Women pilots fly against cockpit prejudices
When a stricken Southwest Airlines jet was expertly landed after an emergency descent in April, saving 148 lives, it was a surprise to some that a woman was at the controls.
Role models remain few and far between for women wanting to enter the cockpit, rather than serve the onboard drinks, despite a huge shortage of pilots worldwide.
“So often we’re shown men as pilots, and women as cabin crew. This could be sending a message to young girls that if they want to work in aviation, it can’t be as a pilot,” according to the British Airline Pilots’ Association.
But things are finally starting to change and a few airlines are trying to redress the gender imbalance.
Europe’s biggest budget carrier easyJet, under an initiative named after pioneer aviator Amy Johnson, wants 20 percent of its new cadet pilots to be women by 2020.
Today, just three percent of professional pilots worldwide are women, according to the International Civil Aviation Organization (ICAO).
The UN agency estimates that passenger numbers will double over the next 20 years, and that airlines will need to recruit 620,000 pilots to keep up with the demand.
Tammie Jo Shults is one of those few women.
Shults, one of the first female fighter pilots for the US Navy, performed heroics in safely bringing down her Southwest Boeing 737 after an engine blowout.
One passenger died in the incident.
“Top Gun” machismo
According to retired captain Kathy McCullough, “having someone in the spotlight who’s a lady who does a great job just points out that it can happen and does happen and isn’t really that much of a surprise.”
Nevertheless, McCullough said after Shults hit the headlines that her generation of female pilots were still waiting to pass the baton to another.
“Until we reach a tipping point, which is supposedly 20 percent, I don’t think we’ll see much in the way of a change,” she told National Public Radio.
The “Top Gun” machismo attached to aviation runs deep.
Neither does commercial flying lend itself to a work-family balance, giving organisations such as the ICAO and the International Society of Women Airline Pilots an uphill challenge to entice more women into the profession.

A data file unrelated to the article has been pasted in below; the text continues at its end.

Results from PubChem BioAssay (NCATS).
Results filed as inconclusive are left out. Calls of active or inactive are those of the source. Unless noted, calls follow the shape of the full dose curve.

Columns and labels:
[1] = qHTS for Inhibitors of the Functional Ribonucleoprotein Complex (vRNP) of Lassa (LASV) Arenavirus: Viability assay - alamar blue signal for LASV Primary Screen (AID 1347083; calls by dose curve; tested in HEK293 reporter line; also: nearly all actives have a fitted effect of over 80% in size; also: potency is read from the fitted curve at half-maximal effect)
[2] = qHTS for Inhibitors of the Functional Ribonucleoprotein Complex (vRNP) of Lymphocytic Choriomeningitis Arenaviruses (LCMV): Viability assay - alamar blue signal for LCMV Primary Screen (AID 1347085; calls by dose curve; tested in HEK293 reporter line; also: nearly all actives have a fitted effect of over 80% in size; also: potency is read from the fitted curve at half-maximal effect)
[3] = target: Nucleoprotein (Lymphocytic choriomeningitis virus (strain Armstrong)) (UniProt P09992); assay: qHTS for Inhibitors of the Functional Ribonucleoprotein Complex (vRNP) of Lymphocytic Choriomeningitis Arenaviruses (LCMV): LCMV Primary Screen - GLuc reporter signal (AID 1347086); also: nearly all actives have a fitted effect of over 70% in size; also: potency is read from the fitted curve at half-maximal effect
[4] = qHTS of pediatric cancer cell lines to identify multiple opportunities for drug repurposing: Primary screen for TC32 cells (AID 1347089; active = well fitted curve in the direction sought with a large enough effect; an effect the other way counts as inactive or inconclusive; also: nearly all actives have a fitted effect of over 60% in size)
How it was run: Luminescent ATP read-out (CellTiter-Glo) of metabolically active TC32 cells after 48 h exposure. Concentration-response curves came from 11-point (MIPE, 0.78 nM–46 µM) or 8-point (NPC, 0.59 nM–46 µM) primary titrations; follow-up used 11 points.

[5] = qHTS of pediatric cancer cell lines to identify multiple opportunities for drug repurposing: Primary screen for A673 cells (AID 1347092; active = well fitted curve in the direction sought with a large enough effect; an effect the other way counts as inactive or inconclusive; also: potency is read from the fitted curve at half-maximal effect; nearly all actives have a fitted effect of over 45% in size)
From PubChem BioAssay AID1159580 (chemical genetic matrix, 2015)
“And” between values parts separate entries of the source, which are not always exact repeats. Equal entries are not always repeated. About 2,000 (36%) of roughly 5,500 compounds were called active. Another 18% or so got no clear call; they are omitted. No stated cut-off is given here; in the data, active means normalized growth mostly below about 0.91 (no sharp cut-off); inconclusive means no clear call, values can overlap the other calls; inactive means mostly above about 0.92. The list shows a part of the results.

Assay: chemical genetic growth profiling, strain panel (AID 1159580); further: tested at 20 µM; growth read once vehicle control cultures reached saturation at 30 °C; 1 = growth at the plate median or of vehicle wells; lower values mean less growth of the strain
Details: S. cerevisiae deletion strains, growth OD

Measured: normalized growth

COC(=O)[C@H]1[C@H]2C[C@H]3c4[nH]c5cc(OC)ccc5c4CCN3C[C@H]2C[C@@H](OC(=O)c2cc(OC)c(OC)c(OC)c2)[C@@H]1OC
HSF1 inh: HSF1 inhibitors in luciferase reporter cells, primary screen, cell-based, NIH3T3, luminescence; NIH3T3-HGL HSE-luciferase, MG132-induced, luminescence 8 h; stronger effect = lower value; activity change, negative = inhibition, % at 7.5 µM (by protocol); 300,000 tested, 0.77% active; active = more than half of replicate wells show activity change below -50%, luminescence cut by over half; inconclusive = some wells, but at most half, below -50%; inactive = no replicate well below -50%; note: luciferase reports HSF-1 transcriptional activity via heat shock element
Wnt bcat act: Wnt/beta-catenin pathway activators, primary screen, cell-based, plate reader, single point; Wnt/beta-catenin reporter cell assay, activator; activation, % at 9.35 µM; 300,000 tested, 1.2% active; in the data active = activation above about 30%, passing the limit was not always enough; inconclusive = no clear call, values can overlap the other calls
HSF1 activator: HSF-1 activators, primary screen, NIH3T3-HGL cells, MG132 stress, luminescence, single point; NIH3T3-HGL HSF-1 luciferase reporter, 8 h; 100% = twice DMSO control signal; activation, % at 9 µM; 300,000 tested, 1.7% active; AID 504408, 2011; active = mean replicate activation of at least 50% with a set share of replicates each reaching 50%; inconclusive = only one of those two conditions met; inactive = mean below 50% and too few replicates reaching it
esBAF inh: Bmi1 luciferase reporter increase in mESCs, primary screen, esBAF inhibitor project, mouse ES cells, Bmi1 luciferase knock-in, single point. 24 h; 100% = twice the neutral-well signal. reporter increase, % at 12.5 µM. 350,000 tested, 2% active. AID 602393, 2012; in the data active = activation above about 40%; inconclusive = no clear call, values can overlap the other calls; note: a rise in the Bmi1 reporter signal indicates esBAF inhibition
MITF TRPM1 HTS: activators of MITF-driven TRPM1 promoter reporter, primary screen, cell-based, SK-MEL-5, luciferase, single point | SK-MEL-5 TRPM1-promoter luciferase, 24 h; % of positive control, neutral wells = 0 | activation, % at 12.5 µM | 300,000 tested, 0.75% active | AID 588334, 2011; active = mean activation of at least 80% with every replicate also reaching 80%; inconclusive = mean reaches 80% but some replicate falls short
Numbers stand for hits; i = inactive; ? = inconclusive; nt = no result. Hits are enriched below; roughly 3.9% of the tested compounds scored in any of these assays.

The society says just over 7,400 pilots flying for commercial airlines are female, or 5.2 percent of the global total.
United ranks best with 7.4 percent. Ironically Southwest, Shults’s employer, has just 3.6 percent.
It is not just employment practices that the International Society of Women Airline Pilots has to confront but passenger prejudices as well, according to former chairwoman Liz Jennings Clark.
Mistaken for cabin crew
A captain with Dutch low-cost carrier Transavia, 55-year-old Clark likes when possible to come out of the cockpit and say goodbye to her passengers at the end of a flight.
But she said that many still hand their litter to her, mistaking her for cabin crew.
Girls who want to grow up as pilots still lack role models, agreed Sophie Coppin, diversity officer at the French Civil Aviation University in Toulouse.
Among both students and their parents, “there is a conscious or unconscious suppression” of the idea of women as aviators, she said.
About 15 percent of the student pilots at the French university are women. Double that figure are training as air traffic controllers, another sector suffering an acute shortage of entrants.
There has, at least, been some progress since 1979 when Shults, 56, was at high school and attended a careers lecture on aviation by a retired colonel.
The Southwest pilot said she was the only girl in the class, and he started by asking her if she was lost.
“I mustered up the courage to assure him I was not and that I was interested in flying,” she wrote in a book about female military aviators.
“He allowed me to stay, but assured me there were no professional women pilots.” CC
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